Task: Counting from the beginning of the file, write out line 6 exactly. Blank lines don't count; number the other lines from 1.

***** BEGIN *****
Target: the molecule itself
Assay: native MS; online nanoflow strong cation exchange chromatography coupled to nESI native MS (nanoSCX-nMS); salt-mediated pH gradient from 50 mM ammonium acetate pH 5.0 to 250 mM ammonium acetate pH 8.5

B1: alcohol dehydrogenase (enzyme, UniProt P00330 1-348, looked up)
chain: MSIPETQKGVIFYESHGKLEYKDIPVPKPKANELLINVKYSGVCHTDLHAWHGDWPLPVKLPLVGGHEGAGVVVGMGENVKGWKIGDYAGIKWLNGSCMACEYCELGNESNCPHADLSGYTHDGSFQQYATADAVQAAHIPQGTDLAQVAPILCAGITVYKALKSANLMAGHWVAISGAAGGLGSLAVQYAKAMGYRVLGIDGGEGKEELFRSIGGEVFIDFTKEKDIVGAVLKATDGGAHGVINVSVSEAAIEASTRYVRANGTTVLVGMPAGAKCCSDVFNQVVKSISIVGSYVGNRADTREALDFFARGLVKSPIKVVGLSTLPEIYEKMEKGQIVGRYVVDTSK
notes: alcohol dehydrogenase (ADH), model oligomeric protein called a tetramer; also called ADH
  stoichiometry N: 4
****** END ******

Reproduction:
  stoichiometry N: 4